Welcome! Today marks the first day of the Speculative Faith Reading Group’s reboot.1
So far we’ve enjoyed going through classic fantasies such as The Lion, the Witch and the Wardrobe and The Hobbit. In doing this we have assumed a few things: that reading a story is not only a personal pursuit, but an act of worship. It’s something we can enjoy together.
Now we’re moving beyond reading and into film-viewing, for several reasons:
- The first is a sentence like this, from a Christian review of The Hobbit: An Unexpected Journey. “Soon after Gandalf comes to Bilbo, 13 dwarves show up, a biblical number.” If we don’t understand movie-watching Biblically, we’ll lapse into silliness like that.
- Second, Christian movie reviews often “focus on the family.” They assume we already know how to watch and enjoy movies as individual Christian adults and as the church.
- Third, Christians have lingering assumptions about why we “use” stories in films.
What are those assumptions? Without intent to alliterate, they all start with the letter E:
I watch this movie or put it on for my kids because “it’s just a movie,” and (especially if it’s rated G) little in it is harmful. Nothing is wrong with entertainment for us either, and if we can enjoy the movie without doing anything wrong, suggesting otherwise may be legalism.
I watch this movie or put it on for my kids because it teaches one or more moral values. (Some Christian DVDs endorse this by putting “A Lesson in [X]” right on the cover.) When I or my kids are enjoying a movie, we want it to be for the purpose of having Christian behavior reinforced.
Movies can be entertaining or edifying, but the best movies include a direct Gospel message. Because we should preach the Gospel, a movie like this may be the most “Christian” kind of movie. Bonus if the entire “way of the master” Gospel is presented, with a call for repentance.
So what’s wrong with these?
Nothing. Stories in films should certainly be entertaining, edifying, and even evangelistic. (All stories have messages to preach, no matter how much their artists claim otherwise.)
But we may miss out on God’s joys if they expect stories in movies only to be this way.
Here we must look not to traditions, but to the commands and example of God’s Story and the many ways in which our Author told His Story (including with fiction!) in His Word.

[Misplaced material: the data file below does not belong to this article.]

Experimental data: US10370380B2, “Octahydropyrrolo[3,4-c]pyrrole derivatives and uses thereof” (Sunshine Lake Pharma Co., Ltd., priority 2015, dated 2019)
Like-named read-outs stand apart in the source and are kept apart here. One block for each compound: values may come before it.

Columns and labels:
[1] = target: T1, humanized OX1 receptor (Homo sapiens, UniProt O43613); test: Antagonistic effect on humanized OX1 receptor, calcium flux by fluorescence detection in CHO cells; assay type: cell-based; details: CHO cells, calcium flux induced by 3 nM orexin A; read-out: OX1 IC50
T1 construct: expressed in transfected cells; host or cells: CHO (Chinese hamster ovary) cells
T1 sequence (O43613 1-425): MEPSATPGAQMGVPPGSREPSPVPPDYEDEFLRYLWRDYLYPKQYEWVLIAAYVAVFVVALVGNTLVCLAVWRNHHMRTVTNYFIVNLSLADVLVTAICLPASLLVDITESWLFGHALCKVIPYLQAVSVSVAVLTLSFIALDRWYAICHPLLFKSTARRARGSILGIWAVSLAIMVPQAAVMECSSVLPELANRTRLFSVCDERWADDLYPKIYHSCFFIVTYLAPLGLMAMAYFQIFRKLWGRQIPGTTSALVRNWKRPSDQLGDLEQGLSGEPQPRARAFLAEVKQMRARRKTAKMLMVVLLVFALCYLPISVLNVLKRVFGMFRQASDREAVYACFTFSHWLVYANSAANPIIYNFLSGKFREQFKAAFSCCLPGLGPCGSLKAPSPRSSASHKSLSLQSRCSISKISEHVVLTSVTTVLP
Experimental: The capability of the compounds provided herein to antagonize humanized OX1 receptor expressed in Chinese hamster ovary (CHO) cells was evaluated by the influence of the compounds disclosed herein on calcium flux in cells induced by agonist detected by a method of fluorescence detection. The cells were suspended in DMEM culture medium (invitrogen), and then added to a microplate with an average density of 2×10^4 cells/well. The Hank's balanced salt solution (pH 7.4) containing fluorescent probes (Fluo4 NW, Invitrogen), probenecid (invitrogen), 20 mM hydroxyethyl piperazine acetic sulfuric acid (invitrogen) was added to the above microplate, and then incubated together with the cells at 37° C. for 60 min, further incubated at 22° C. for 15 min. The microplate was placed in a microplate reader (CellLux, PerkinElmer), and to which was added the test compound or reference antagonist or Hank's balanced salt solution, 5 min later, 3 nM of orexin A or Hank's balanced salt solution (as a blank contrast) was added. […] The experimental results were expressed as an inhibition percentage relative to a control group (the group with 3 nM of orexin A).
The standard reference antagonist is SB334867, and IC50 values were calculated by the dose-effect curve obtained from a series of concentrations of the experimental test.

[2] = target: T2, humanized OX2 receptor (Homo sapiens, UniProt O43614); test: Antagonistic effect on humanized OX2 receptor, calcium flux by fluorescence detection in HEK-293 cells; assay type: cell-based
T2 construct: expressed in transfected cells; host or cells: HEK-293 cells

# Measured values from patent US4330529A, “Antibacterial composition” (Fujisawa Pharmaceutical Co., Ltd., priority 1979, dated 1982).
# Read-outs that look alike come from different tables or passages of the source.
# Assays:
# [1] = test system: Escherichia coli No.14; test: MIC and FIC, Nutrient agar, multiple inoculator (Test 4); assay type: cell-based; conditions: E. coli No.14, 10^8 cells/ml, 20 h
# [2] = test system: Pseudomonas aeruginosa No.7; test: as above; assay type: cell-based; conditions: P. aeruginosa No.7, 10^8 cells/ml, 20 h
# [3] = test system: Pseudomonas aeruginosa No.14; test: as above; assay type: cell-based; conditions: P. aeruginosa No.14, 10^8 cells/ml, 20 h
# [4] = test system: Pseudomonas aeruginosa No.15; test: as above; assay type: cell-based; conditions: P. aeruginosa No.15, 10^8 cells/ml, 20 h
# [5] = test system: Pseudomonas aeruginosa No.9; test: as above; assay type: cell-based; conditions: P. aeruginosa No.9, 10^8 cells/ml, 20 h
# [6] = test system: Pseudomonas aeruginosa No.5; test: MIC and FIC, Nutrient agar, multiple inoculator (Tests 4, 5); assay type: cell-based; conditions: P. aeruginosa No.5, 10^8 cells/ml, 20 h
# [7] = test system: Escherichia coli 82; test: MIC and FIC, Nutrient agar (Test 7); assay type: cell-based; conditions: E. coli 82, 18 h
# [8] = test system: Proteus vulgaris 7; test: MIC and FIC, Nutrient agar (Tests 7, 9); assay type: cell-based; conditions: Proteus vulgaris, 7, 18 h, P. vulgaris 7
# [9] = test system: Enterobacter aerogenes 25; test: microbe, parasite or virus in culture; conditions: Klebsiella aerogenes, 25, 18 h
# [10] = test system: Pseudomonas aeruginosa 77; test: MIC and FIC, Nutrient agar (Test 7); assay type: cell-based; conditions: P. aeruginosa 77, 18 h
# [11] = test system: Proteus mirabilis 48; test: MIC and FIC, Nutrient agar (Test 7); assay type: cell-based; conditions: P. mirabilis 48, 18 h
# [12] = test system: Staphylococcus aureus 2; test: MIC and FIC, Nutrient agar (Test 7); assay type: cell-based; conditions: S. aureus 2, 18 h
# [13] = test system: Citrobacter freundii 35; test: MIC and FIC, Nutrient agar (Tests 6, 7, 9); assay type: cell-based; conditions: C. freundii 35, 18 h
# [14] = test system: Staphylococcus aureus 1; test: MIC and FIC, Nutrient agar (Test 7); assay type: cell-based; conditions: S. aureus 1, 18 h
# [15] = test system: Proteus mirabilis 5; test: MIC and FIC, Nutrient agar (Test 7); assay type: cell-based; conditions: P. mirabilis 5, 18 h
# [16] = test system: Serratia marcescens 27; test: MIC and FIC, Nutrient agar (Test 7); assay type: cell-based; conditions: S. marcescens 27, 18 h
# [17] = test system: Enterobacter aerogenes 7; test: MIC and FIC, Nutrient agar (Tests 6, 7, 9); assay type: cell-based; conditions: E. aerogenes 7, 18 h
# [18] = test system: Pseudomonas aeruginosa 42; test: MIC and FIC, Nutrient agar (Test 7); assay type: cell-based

Two Biblical “genres” alone confirm that good stories are about more than these three Es:
- The Psalms are well-written and entertaining, but for the point of extolling God’s greatness, man’s love for Him and struggles with evil (or Him!), and the goodness or badness of the world. Jesus’s parables are entertaining, but mainly for the points of showing what His Kingdom is like, or what God is like, or even what Hell is like.
- The Psalms are morally edifying, such as when they extol the wonders of God’s Law, but they are also challenging — such as when the Psalmists pour out their doubts about God, or seem to endorse thoughts of their enemies (and God’s enemies) being punished. Jesus’s parables are also edifying, such as when He talks about good behavior (e.g., the Good Samaritan). Yet He also uses examples of bad behavior (e.g., the shrewd manager).
- The Psalms may be “evangelistic” because God is always at their center. But they often show only parts of His character at a time, and for other purposes assume Who He is and what He does, rather than repeating all these truths. Jesus’s parables similarly, and stubbornly, hide the whole truth about Him from all but the most dedicated seekers.
Why then should Christians enjoy stories and movies?
Based on the same reason God created man to do anything, as the confession says:
Man’s chief end is to glorify God, and to enjoy Him forever.
Story’s chief end is to help us glorify God, and to enjoy Him forever.
We might flesh this out: With a story we can explore and enjoy the beauty, goodness, and truth of God, people, and His world.
Now for The Princess Bride.2 As you enjoy this comedy/fantasy film, consider: what beauty, goodness, and truth about God, people, and His world do we find? And even if part of the story does not align with God’s Story, how can we appreciate the good parts by contrast?